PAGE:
Lidocaine is often added to cocaine as a diluent. Cocaine numbs the gums when applied, and since lidocaine causes stronger numbness, users get the impression of high-quality cocaine when in actuality, the user is receiving a diluted product.
A local anesthetic (LA) is a drug that causes reversible local anesthesia, generally for the aim of having a local analgesic effect, that is, inducing absence of pain sensation, although other local senses are often affected as well. Also, when it is used on specific nerve pathways (nerve block), paralysis (loss of muscle power) can be achieved as well.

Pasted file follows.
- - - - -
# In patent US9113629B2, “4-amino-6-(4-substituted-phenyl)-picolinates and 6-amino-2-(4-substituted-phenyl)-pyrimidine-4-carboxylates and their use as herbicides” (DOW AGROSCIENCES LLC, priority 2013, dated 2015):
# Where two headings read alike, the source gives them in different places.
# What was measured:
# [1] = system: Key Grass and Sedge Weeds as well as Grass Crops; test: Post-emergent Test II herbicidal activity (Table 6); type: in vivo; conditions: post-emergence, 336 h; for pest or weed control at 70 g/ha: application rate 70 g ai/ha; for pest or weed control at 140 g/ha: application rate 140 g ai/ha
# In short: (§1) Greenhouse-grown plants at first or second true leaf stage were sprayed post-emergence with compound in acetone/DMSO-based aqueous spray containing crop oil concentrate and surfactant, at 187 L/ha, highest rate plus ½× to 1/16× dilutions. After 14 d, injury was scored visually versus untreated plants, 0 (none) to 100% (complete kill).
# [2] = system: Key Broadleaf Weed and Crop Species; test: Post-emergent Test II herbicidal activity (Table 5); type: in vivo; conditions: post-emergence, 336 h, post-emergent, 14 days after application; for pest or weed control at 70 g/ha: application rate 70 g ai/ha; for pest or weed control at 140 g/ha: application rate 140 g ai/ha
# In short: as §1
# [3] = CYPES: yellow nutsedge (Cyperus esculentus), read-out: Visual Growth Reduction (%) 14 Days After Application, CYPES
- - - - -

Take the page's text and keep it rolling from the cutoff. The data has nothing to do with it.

Clinical local anesthetics belong to one of two classes: aminoamide and aminoester local anesthetics. Synthetic local anesthetics are structurally related to cocaine. They differ from cocaine mainly in that they have no abuse potential and do not act on the sympathoadrenergic system, i.e. they do not produce hypertension or local vasoconstriction, with the exception of Ropivacaine and Mepivacaine that do produce weak vasoconstriction. Chemistry